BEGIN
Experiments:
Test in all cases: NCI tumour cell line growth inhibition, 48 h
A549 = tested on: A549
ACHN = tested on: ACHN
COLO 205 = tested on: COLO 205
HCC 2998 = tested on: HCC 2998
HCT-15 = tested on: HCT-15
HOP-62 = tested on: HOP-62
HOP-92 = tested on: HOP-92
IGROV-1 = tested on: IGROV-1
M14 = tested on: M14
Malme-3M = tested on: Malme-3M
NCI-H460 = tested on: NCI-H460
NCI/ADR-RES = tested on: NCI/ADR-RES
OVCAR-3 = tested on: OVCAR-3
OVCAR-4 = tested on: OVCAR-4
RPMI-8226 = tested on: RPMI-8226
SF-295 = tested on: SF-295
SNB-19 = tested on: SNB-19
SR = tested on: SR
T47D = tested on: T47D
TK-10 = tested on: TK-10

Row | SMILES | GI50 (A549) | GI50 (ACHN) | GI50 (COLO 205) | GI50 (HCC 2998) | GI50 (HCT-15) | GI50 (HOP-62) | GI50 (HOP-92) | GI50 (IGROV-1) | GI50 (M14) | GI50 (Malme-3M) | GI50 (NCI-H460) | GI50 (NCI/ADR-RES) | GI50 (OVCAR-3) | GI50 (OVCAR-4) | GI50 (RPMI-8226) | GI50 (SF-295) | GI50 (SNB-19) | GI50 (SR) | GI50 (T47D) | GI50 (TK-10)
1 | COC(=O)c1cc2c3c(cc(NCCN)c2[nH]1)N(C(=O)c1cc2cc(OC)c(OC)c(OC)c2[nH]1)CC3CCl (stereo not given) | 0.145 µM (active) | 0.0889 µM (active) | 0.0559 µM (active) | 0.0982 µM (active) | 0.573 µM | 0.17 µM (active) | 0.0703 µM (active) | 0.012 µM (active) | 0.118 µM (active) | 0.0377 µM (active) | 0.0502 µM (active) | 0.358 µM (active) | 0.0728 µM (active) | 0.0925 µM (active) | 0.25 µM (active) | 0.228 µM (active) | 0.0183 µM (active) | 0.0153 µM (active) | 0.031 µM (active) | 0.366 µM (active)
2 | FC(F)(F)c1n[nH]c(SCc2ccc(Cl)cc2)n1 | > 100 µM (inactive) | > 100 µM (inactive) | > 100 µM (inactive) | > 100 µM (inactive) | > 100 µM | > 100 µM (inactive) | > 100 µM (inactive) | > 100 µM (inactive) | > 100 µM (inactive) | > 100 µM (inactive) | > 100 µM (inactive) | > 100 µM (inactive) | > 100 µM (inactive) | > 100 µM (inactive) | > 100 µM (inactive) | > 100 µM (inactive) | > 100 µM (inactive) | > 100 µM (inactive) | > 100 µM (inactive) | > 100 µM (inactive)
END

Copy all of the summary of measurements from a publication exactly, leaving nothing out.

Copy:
Experiments:
Test in all cases: NCI tumour cell line growth inhibition, 48 h
A549 = tested on: A549
ACHN = tested on: ACHN
COLO 205 = tested on: COLO 205
HCC 2998 = tested on: HCC 2998
HCT-15 = tested on: HCT-15
HOP-62 = tested on: HOP-62
HOP-92 = tested on: HOP-92
IGROV-1 = tested on: IGROV-1
M14 = tested on: M14
Malme-3M = tested on: Malme-3M
NCI-H460 = tested on: NCI-H460
NCI/ADR-RES = tested on: NCI/ADR-RES
OVCAR-3 = tested on: OVCAR-3
OVCAR-4 = tested on: OVCAR-4
RPMI-8226 = tested on: RPMI-8226
SF-295 = tested on: SF-295
SNB-19 = tested on: SNB-19
SR = tested on: SR
T47D = tested on: T47D
TK-10 = tested on: TK-10

Row | SMILES | GI50 (A549) | GI50 (ACHN) | GI50 (COLO 205) | GI50 (HCC 2998) | GI50 (HCT-15) | GI50 (HOP-62) | GI50 (HOP-92) | GI50 (IGROV-1) | GI50 (M14) | GI50 (Malme-3M) | GI50 (NCI-H460) | GI50 (NCI/ADR-RES) | GI50 (OVCAR-3) | GI50 (OVCAR-4) | GI50 (RPMI-8226) | GI50 (SF-295) | GI50 (SNB-19) | GI50 (SR) | GI50 (T47D) | GI50 (TK-10)
1 | COC(=O)c1cc2c3c(cc(NCCN)c2[nH]1)N(C(=O)c1cc2cc(OC)c(OC)c(OC)c2[nH]1)CC3CCl (stereo not given) | 0.145 µM (active) | 0.0889 µM (active) | 0.0559 µM (active) | 0.0982 µM (active) | 0.573 µM | 0.17 µM (active) | 0.0703 µM (active) | 0.012 µM (active) | 0.118 µM (active) | 0.0377 µM (active) | 0.0502 µM (active) | 0.358 µM (active) | 0.0728 µM (active) | 0.0925 µM (active) | 0.25 µM (active) | 0.228 µM (active) | 0.0183 µM (active) | 0.0153 µM (active) | 0.031 µM (active) | 0.366 µM (active)
2 | FC(F)(F)c1n[nH]c(SCc2ccc(Cl)cc2)n1 | > 100 µM (inactive) | > 100 µM (inactive) | > 100 µM (inactive) | > 100 µM (inactive) | > 100 µM | > 100 µM (inactive) | > 100 µM (inactive) | > 100 µM (inactive) | > 100 µM (inactive) | > 100 µM (inactive) | > 100 µM (inactive) | > 100 µM (inactive) | > 100 µM (inactive) | > 100 µM (inactive) | > 100 µM (inactive) | > 100 µM (inactive) | > 100 µM (inactive) | > 100 µM (inactive) | > 100 µM (inactive) | > 100 µM (inactive)